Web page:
Clinical features and prognosis in patients with hepatocellular carcinoma that developed after hepatitis C virus eradication with interferon therapy
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We evaluated the clinical features and the prognostic factors of hepatocellular carcinoma (HCC) developed after hepatitis C virus (HCV) eradication with interferon (IFN) therapy.
Forty-one consecutive patients who developed HCC after HCV eradication with IFN therapy were enrolled. Clinical features were reviewed, and overall survival and associated factors were analyzed. The recurrence rate in 26 patients receiving radical therapy was also analyzed.
Twenty patients developed HCC within 5 years after the end of IFN therapy, 9 patients developed the disease from 5 to 10 years after the end of the therapy, 9 patients developed the disease from 10 to 15 years after the end of the therapy, and 3 patients developed the disease from 15 years after the end of the therapy. Multivariate analysis of independent variables for the development of HCC within 5 years identified age >55 years at HCV eradication (P = 0.007) and heavy alcohol intake (P = 0.009). The 5-year survival rate was 64%. On multivariate analysis of overall survival for the 41 patients, the only risk factor with prognostic influence was radical therapy (P = 0.010), which was associated with a cumulative 5-year survival rate of 91%. The only independent factor for the receipt of radical therapy was regular surveillance for HCC (P = 0.004). Among patients receiving radical therapy, the 3- and 5-year recurrence rates were 18 and 18%, respectively.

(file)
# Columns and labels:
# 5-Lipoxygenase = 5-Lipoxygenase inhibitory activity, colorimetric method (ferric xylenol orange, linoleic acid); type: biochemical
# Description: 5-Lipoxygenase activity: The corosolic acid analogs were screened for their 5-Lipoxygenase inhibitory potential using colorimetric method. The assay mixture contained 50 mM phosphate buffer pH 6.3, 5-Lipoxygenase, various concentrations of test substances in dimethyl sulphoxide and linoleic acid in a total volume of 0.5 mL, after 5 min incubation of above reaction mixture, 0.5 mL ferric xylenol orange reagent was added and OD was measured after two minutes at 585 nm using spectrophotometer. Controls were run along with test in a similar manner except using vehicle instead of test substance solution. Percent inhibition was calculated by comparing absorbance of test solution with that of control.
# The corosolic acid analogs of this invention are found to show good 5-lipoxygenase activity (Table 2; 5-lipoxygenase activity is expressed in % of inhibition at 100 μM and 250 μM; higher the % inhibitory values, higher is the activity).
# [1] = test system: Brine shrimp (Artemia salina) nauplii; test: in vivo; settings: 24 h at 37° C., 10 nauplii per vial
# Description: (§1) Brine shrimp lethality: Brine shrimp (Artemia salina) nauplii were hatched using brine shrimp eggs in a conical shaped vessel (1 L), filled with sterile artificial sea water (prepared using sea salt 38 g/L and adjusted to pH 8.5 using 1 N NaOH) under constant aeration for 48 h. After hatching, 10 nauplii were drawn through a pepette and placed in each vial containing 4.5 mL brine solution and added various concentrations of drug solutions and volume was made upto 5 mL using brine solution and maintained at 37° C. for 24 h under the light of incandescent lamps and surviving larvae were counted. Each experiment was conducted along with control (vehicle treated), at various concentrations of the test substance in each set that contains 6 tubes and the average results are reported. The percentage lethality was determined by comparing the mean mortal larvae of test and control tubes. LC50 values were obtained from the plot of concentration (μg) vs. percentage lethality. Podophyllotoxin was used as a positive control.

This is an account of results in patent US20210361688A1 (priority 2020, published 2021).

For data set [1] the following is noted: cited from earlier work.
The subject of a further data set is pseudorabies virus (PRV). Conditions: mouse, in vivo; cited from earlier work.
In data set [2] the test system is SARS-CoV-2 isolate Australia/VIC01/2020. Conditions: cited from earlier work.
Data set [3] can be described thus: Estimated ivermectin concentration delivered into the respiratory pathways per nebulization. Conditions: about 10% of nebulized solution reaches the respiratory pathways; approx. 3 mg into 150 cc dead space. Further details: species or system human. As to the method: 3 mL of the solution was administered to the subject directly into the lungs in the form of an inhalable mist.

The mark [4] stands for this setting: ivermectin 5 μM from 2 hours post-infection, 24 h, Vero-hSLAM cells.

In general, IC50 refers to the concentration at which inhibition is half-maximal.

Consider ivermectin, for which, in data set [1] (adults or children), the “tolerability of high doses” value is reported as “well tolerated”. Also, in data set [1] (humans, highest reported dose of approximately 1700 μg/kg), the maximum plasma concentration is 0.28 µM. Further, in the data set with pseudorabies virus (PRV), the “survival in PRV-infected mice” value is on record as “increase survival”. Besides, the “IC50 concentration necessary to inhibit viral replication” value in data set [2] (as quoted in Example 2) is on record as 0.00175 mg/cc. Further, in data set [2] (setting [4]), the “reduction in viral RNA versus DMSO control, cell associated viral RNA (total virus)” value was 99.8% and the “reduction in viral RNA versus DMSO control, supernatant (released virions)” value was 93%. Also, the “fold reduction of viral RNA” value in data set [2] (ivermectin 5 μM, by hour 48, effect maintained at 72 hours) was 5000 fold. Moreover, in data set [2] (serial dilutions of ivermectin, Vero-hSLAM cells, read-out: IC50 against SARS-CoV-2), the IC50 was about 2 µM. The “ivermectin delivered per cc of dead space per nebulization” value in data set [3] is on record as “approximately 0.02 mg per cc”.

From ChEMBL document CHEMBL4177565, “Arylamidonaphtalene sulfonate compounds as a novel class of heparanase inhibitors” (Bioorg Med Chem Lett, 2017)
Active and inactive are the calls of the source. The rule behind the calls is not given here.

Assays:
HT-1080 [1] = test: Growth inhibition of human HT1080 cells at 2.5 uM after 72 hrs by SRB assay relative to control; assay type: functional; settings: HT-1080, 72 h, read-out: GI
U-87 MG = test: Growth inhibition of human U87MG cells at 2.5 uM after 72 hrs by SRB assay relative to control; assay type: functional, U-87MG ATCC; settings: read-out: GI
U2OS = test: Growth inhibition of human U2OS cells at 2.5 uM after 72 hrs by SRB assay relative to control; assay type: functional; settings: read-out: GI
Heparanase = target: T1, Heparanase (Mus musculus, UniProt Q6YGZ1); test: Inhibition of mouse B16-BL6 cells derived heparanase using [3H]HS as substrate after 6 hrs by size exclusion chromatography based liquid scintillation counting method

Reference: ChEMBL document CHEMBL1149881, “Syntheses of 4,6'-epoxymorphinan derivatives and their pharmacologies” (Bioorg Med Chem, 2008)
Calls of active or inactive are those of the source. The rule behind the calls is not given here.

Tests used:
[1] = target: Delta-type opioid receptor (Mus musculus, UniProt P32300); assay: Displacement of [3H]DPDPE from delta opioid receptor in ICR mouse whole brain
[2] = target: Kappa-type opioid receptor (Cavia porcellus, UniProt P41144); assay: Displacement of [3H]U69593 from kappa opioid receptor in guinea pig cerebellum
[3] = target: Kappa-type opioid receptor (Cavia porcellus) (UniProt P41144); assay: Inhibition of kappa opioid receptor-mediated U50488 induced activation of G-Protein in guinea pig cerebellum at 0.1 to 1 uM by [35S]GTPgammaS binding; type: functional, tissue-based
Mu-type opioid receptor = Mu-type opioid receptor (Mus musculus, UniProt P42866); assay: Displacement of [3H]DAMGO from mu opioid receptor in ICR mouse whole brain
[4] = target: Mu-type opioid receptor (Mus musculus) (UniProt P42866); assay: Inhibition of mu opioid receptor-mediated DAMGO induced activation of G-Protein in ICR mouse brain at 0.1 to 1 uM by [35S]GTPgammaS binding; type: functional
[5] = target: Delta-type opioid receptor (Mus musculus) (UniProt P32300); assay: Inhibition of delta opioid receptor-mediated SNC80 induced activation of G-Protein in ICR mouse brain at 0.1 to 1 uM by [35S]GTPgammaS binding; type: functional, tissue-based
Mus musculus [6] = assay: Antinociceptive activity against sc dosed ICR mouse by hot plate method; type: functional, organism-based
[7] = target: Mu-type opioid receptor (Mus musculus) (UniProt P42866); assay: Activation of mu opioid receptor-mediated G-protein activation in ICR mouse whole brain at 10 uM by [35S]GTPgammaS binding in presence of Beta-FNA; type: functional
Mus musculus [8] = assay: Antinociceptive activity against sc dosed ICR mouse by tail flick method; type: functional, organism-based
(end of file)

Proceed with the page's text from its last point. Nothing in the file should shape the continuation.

We found that, despite HCV eradication, patients with the risk factors of high age at HCV eradication and heavy alcohol intake might be at heightened risk for the development of HCC within 5 years after HCV eradication. In contrast, risk factors for the development of HCC more than 10 years after HCV eradication were uncertain. These findings indicate the need for long-term surveillance for HCC after HCV eradication.
KeywordsHepatocellular carcinoma Hepatitis C virus Interferon Sustained virological response Surveillance
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